Traditional analysis of economic motives holds that the private sector is motivated by self-interest and greed, while the public sector is guided by, well, the “public interest.” In this understanding, the businessman is a somewhat dubious character; whatever value he contributes to society is thoroughly unintentional. By contrast, bureaucrats assume moral superiority over entrepreneurs, because even if their programs don’t work, at least they are looking out for the common good.
For decades, under the intellectual hegemony of Lord Keynes, this approach shaped the ways that economics departments taught; the assumptions that reporters brought to their stories; and the self-satisfaction and pomposity of government officials. Even businessmen accepted their moral inferiority to “public servants.”
A recent and increasingly influential school of thought, described as “public choice” economics, challenges the distinction of motive between the private and public sector. Can we assume, public choice theorists ask, that when someone leaves the private sector to work in government, he discards self-interest and suddenly becomes altruistic? That he abandons private gain for the public good? That he metamorphoses into a virtuous person? “No one seems to have explored carefully the implicit assumption that the individual must somehow shift his psychological and moral gears when he moves between the private and public aspects of life,” write James Buchanan and Gordon Tullock of George Mason University in The Calculus of Consent, a seminal public choice text that helped Buchanan win the Nobel Prize for economics.
It is hard to believe in the virtue of bureaucrats when we see them relentlessly defend pet programs, even in an era of serious budget deficits, even when it is clear that projects have outlived their usefulness or failed in addressing problems. The Department of Housing and Urban Development has been wracked by scandal this past year, with plenty of evidence of bureaucratic self-interest on public exhibit. The laissez-faire advocates never tire of pointing out the contradictions between government promise and government performance, between what programs are supposed to achieve and what they do in fact achieve.
But Buchanan and other public choice theorists argue that this behavior isn’t anomalous, it is natural. That is because the same set of motives propels bureaucratic action and private initiative. Buchanan and Tullock observe, “Politicians, bureaucrats and lobbyists act in their own self-interest when participating in the public sector, just as they do when pursuing their private lives.” Morally speaking, one is not “born again” when one goes from business to government.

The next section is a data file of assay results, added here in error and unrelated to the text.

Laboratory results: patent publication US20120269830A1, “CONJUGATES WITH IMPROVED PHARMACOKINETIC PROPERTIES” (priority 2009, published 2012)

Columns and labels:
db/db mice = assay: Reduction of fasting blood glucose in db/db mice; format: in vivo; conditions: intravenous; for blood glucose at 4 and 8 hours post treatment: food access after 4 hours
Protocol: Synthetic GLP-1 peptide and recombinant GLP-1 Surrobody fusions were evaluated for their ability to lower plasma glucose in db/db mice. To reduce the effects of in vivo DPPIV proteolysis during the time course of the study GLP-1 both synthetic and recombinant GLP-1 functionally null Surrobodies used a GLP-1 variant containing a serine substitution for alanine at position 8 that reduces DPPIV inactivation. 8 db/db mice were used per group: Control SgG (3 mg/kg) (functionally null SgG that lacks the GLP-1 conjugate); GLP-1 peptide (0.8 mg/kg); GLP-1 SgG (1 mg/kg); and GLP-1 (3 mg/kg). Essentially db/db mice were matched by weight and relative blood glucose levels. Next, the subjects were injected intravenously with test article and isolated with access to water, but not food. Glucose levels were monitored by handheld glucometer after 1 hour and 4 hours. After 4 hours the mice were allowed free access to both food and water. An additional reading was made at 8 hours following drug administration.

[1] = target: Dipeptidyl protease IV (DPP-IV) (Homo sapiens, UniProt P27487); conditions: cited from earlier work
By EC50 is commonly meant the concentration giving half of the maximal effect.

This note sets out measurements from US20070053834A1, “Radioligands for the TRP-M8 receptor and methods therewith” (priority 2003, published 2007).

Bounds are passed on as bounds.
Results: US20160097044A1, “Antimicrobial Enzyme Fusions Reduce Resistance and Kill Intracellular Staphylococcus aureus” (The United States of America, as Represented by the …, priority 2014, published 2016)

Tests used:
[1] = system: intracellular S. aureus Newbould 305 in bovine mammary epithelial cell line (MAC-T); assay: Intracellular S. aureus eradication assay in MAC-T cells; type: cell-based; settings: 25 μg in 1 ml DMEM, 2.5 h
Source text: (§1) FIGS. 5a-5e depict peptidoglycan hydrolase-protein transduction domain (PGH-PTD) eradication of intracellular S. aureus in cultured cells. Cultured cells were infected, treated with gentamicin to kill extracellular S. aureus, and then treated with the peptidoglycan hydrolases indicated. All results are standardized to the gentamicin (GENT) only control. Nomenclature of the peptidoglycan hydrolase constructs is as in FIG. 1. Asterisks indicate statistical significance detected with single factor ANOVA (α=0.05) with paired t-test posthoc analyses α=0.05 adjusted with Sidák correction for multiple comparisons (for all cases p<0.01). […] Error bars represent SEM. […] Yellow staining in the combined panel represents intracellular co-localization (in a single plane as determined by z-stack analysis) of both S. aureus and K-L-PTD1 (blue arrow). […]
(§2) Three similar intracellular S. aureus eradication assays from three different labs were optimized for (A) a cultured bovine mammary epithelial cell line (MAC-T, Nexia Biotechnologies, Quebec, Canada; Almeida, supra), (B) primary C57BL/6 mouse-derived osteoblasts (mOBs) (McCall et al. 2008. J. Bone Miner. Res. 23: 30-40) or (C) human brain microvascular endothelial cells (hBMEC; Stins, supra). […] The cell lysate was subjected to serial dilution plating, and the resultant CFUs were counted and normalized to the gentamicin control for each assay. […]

What seems a fairly obvious starting point leads to a fascinating array of new insights. Once we recognize that bureaucrats have a “bottom line,” often defined not in terms of profit but of power, we see right away why they always want larger staffs, new programs, and additional funds. Further, public choice analysts say, legislators spend carelessly on programs because they are giving away other people’s money; by contrast, they are prudent in the resources and efforts devoted to their reelection, in which they have a high personal stake.
For those in the private sector who wonder why it is so difficult to cut back the size of government, public choice theorists have a compelling answer. Because a relatively small number of bureaucrats, aided by special interest groups, have an enormous amount to gain from government handouts, they fight tenaciously to retain them. But the cost of these handouts is distributed evenly over a much larger number of citizens, imposing a small price on each, and making it difficult if not impossible to mobilize taxpayers against these programs.
To see how this works, consider a $10 billion farm subsidy which benefits 100,000 dairy farmers at an average level of $100,000 each. These farmers will go to a great deal of effort-hiring lobbyists, organizing rallies, sending letters and telegrams-to preserve their benefits. But if this price tag is distributed over 250 million citizens, that means each American pays $40, an aggravation, no doubt, but not enough to galvanize most people to concerted political action. Public choice economists speak of “the rational apathy of the voter.” Consequently the private interest, masquerading as the public interest, prevails over what the American public actually wants.
In Book 10 of The Federalist, James Madison outlined his famous theory of faction, where rival interests compete against each other, neutralizing dangerous concentrations of power, forcing political accommodation and compromise. But, public choice theorists say, this is not how special interest groups work. Jane Shaw, in Policy Review, described interest lobbies “not as competitors against one another but rather as joint raiders of a common pool-the U.S. Treasury.” These groups collaborate and then “compete against the public, which is largely unaware of what is happening.”
Public choice theorists have extended their analysis of government as a self-interested actor to discuss how politicians buy and sell votes; collusion between regulated industries and regulated divisions of government; and political corruption and scandal. Unfortunately, Buchanan and other public choice thinkers are better at describing the public sector problem than proposing ways out of these dilemmas.
Even so, a clear and basic account of how government actually works is the first step to improving it.
Dinesh D’Souza is a research fellow in social policy at the American Enterprise Institute in